I rarely read Chesterton without a smile on. His writing is so colourful, even playful. His mind jumps around between ideas and is always running here and there on the page, the reader at times struggling to keep up. And then at the end of a few paragraphs he puts the finishing touches on some zany idea and it comes into focus for the reader with a shock, like having been led into the Sistine chapel in darkness and then having someone suddenly flip on the lights. (Does the Sistine chapel have artificial lights? My metaphor depends on it.) I remember when I first read this paragraph above, how delighted I was. I had never thought of reason and madness that way before, and it gave me a new and permanent enjoyment of little ’causeless’ and ‘useless’ actions. Children are, of course, the ultimate example of this. They are playfulness incarnate, and have much to teach us in this regard.
Another fine example comes from the movie Chariots of Fire, where a conflict arises between the gifted runner Eric Liddell and his ministry-focused sister. She thinks he should quit running since it accomplishes nothing for the kingdom, but he sees something in the running that she cannot – some worth that is in and of itself, not dependent on some other measurable accomplishment. “When I run, I feel God’s pleasure.” But lest this attitude be taken as a being fundamentally at odds with a life lived fully for God’s glory, I want to point out that after his epic performance in the 1924 Olympics, during which his conviction to keep the Sabbath engendered no small amount of publicity, he became a missionary to China where he eventually died at the age of 43, a prisoner in a Japanese internment camp during World War 2. His love, concern, and self-sacrificing generosity towards his fellow inmates left an indelible mark on those who survived.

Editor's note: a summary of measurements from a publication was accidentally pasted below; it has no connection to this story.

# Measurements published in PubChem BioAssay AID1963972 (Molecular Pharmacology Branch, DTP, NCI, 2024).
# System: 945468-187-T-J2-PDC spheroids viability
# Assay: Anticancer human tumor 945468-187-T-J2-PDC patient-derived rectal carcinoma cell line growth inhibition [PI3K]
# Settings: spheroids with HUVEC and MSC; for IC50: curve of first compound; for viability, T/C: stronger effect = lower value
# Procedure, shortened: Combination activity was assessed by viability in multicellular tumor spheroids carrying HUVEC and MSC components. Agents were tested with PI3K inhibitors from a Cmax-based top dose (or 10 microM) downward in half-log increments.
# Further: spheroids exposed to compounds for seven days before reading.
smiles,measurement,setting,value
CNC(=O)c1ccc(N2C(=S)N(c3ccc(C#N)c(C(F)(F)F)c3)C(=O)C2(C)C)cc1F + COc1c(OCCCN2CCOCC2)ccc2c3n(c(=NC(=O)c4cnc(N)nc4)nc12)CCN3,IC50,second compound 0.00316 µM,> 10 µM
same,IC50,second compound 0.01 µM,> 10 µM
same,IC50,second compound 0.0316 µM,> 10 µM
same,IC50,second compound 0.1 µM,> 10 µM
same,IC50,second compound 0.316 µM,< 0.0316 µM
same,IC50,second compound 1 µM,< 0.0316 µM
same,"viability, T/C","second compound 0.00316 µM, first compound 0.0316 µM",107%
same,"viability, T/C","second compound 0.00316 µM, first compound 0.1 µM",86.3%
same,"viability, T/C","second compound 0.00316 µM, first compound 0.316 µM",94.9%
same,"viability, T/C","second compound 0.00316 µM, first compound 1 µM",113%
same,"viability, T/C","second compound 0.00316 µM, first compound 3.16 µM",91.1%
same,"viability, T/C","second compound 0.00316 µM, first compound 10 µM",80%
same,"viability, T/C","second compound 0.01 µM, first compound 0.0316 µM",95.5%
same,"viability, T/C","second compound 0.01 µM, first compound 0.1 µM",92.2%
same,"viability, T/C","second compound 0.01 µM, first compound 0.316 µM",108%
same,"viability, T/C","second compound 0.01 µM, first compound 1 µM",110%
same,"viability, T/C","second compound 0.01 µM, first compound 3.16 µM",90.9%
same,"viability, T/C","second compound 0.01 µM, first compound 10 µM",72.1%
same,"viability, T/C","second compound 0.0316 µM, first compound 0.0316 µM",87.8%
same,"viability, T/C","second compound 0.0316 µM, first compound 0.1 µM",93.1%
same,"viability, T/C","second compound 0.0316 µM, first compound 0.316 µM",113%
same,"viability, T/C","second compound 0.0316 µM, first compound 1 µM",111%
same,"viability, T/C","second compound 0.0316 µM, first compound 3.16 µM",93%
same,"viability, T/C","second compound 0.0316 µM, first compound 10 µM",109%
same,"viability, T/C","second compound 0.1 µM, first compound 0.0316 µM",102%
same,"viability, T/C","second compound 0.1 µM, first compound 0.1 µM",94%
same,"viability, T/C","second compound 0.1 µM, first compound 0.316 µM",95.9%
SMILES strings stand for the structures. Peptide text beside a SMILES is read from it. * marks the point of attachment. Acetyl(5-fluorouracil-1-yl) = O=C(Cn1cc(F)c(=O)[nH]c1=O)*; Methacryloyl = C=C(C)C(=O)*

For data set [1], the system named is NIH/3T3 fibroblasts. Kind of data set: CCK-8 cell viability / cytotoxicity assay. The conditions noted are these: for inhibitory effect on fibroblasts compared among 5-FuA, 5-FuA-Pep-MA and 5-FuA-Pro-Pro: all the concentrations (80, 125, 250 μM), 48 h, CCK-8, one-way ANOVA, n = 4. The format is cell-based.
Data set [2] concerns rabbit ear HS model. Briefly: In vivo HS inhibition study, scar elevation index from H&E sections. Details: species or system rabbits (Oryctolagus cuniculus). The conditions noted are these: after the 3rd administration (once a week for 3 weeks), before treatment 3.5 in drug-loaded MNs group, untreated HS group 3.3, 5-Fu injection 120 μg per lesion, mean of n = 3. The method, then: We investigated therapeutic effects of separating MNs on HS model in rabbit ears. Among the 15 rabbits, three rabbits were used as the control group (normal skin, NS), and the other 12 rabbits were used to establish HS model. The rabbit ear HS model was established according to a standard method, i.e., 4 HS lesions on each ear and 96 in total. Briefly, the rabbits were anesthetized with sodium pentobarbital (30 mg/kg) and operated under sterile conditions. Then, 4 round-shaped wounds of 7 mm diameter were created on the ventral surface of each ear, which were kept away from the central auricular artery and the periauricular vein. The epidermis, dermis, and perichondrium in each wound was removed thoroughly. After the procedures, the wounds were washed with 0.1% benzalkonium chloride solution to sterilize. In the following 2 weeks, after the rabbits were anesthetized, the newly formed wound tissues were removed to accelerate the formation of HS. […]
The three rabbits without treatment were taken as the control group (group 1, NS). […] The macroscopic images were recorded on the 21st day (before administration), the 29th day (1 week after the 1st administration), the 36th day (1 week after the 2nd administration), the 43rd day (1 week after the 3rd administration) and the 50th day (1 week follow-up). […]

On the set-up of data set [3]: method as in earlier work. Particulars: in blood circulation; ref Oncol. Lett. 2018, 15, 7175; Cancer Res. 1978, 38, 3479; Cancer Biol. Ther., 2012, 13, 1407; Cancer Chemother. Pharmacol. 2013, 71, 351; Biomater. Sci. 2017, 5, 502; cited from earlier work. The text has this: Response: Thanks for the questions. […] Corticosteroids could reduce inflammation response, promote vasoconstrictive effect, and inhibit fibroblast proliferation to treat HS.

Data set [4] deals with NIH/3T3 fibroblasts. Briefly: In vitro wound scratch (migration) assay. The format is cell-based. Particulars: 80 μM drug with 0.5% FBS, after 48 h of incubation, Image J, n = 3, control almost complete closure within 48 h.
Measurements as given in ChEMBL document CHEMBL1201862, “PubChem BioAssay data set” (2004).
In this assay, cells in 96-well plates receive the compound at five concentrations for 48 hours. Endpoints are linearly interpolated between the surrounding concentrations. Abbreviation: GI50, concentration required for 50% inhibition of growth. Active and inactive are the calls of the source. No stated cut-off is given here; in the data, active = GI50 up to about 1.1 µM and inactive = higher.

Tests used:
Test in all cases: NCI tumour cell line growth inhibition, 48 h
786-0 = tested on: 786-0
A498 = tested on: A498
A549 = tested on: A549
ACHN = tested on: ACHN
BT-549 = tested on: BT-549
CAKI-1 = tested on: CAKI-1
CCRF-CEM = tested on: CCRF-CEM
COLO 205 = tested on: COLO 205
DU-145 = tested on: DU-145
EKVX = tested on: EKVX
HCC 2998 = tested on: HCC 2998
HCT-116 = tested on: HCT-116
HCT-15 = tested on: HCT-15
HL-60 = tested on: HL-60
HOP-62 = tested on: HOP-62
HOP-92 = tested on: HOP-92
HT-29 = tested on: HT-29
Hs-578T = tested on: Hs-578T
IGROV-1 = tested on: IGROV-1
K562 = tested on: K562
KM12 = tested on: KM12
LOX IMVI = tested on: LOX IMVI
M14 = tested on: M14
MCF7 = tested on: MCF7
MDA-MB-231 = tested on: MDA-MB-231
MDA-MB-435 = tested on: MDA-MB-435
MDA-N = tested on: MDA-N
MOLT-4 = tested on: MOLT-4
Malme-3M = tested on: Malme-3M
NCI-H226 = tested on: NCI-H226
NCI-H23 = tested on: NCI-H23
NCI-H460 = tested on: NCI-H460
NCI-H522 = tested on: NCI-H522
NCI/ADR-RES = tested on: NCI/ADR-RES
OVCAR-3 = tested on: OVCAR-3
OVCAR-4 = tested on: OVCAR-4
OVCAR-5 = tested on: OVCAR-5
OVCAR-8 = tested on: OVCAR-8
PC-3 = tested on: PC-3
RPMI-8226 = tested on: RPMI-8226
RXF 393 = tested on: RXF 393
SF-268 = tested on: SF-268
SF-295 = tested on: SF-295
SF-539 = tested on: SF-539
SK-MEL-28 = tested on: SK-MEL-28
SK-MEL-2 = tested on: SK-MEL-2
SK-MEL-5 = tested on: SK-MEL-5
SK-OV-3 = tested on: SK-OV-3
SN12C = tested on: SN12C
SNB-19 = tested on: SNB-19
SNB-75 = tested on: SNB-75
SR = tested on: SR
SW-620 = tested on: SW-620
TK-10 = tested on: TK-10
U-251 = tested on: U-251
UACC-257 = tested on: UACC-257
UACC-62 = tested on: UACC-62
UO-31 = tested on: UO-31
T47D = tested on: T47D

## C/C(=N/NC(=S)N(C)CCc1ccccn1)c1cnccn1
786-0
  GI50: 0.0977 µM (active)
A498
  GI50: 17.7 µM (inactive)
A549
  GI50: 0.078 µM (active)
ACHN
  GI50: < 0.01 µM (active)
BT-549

There is an application here for those in demanding and important vocations, perhaps especially ministry, since it concerns eternal things. There is an understandable way of thinking that says something like I can’t possibly read a novel or take up a hobby or learn a new instrument when there are people suffering and I can do something about it. This can work for a while, but I see at least three problems with it. First, this mentality is at odds with the natural rhythms of work and rest that God has designed us for. This attitude leads towards burnout. Second, there is a messiah complex, or the seeds of it, in that approach. Third, a life crammed to the ceiling with work is not a good model for others to emulate. Those in ministry especially are to be ‘an example’ to regular folks. But a life with no margin, no niches carved out for the simple pleasures described above, is not balanced or healthy. This is not to say we should not work hard, put in long hours, or have certain seasons of especially intense exertion. One can do all those things and yet preserve the kind of childlikeness, freedom to rest, and simple pleasures I’ve been trying to describe.
So to return to my opening exhortation: go ahead and do that thing for the sheer joy of it. Who knows? You may even find yourself feeling God’s pleasure in it.